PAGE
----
Sugar and Spice and Everything Nice: The Wines You Should Pair with Dessert

If you’ve got a sweet tooth, there’s nothing better than diving into a giant helping of your favourite dessert — unless it’s doing that while also sipping on a glass of wine perfectly paired to that decadent chocolate cake or lemon tart. In this post, we’ll outline a few rules to help you nail the wine-dessert game and give you a few tips on what to pair with what. Read on for a sugar rush!

The rules

The sweeter the dessert, the sweeter the wine. In other words, whatever wine you’re drinking needs to be sweeter than the dessert you’re eating!

Pair like with like. Citrusy dessert? A citrusy white wine is the way to go (riesling, perhaps?). Rich and chocolatey luxury? Reach for a bigger, riper, fleshier red.

Pay attention to texture and weight. If your dessert is heavier, go for a wine with similar depth and structure.

The suggestions

White wine

White wines such as dessert-style sauvignon blancs (which you can find in abundance in good ol’ New Zealand) do a delicious tango with fruit salads, fruit tarts, and any other ‘lighter’ desserts with refreshing components to them — and if you’re nibbling on buttery-based treats like shortbread, a richer, slightly sweeter, ‘sec’-style Champagne will bring out the best in those creamy flavours.

Digging into pastries, custard, or a dessert based around spices such as nutmeg, cinnamon, allspice, or anise? Whites with higher residual sugar (the natural sugar content present in wine after fermentation) will make magic happen. We’re talking gewürztraminer, riesling, moscato, viognier, etc. — ‘musky’ options that are also superb with sharply flavoured cheeses like cracked-pepper or cumin-seed Gouda.

Photo by Davids Kokainis on Unsplash

Photo by Davids Kokainis on Unsplash

Photo by Taylor Kiser on Unsplash

Photo by Taylor Kiser on Unsplash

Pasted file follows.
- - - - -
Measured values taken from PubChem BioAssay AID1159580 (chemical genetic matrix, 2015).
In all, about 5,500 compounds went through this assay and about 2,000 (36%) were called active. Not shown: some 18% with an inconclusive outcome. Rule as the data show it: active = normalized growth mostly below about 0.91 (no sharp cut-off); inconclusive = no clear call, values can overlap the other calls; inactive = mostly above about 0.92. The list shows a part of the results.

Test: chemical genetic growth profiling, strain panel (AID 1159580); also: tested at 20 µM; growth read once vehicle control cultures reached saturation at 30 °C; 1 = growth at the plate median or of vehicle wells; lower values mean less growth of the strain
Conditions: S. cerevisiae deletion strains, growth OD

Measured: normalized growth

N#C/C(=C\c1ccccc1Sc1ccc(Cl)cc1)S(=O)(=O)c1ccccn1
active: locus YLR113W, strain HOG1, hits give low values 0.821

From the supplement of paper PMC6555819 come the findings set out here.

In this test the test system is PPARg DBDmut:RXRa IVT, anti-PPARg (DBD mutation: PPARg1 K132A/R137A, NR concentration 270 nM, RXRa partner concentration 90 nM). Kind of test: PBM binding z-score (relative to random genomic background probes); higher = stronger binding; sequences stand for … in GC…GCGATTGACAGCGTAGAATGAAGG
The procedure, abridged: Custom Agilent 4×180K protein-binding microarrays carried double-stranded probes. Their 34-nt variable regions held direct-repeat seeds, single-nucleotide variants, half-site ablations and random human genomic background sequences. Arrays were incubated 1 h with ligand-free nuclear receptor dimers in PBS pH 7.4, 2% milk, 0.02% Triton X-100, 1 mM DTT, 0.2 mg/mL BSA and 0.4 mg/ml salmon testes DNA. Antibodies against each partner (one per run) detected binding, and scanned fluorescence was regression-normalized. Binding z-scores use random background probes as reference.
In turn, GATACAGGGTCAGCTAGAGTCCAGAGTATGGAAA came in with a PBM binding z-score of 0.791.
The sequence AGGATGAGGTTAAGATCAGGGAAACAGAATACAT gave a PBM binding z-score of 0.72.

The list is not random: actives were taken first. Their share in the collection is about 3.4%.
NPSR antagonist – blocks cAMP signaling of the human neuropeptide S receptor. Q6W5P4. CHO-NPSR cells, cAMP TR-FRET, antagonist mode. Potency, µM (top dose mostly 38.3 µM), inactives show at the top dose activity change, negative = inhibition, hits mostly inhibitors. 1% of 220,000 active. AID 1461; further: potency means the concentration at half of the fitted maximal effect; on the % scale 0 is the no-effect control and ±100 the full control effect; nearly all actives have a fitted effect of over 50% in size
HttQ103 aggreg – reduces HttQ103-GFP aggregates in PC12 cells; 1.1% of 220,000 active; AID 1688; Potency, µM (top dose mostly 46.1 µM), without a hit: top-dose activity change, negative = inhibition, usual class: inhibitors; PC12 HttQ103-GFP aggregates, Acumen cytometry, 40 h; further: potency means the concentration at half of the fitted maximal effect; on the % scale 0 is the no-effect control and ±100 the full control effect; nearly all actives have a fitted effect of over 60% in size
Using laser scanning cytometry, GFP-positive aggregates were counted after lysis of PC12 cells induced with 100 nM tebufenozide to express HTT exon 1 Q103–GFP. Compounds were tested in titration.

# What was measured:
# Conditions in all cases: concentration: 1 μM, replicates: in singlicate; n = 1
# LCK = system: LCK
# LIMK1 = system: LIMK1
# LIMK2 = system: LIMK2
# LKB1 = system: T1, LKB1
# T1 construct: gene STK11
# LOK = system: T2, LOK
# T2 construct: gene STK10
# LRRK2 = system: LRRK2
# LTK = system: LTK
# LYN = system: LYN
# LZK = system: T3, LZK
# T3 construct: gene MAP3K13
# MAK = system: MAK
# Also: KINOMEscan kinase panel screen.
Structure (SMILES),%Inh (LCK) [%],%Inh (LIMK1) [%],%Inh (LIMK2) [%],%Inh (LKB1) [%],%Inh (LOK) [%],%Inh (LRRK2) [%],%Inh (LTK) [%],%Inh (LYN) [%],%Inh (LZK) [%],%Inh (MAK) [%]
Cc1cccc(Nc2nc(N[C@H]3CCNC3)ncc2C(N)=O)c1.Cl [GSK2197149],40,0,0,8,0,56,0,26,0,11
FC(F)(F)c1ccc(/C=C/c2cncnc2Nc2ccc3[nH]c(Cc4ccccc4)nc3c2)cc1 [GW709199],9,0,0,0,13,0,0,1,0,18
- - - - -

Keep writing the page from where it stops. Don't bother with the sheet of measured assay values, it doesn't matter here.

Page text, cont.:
Red wine

If your dessert tastes lean away from the fruity and veer into decadence — think chocolate, caramel, and fattier elements like nuts — red wine is the way to go. Keep rule #1 from above in mind (the wine needs to be sweeter than the dessert), and you’ll be on your way to a sinfully good pairing. An example? Sip on a smooth, fruit-forward merlot alongside classic brownies.

Our favourite option, though, is one of the wonders of the world of wine and food: a sparkling shiraz-rich chocolate treat duo. But if you can’t find a sparkler, no worries — a classic full-bodied example (can’t go wrong with a bottle from Down Under) delights with chocolate mud cake or flourless chocolate desserts.

Dessert wine

For the sweetest of the sweet treats (mousses, gelatos, sorbets, candied fruit — those better-have-been-to-the-dentist-lately delicacies), we’d go with late-harvest dessert wines or an ice wine. Both are hyper-sweet, super-concentrated (you’ll notice a thick, viscous texture on the palate, almost like syrup), and literally meant to be drunk with those after-dinner confections. They’re also excellent partners for cheesecake!

If you’ve got a heavy hitter with a caramelised element on deck (fruit cake, Christmas pudding), a rich tawny port will do the trick.

But one surefire, never-fail hit? A noble sémillon or riesling, served with wedges of hard, salty sheep’s milk cheese that you dip into liquid honey before popping in your mouth. (Fun fact: the ‘noble’ in the name refers to ‘noble rot,’ the layman’s term for ‘botrytis’ — a grape fungus that produces über-sweet wines).

Got a go-to wine-and-dessert pairing that we didn’t mention? Pop it in the comments so everyone can give it a try! And to stock up on delicious wines you can drink alongside your favourite sweet treat, join WineFriend today.

11th June, 2018Jun, 2018

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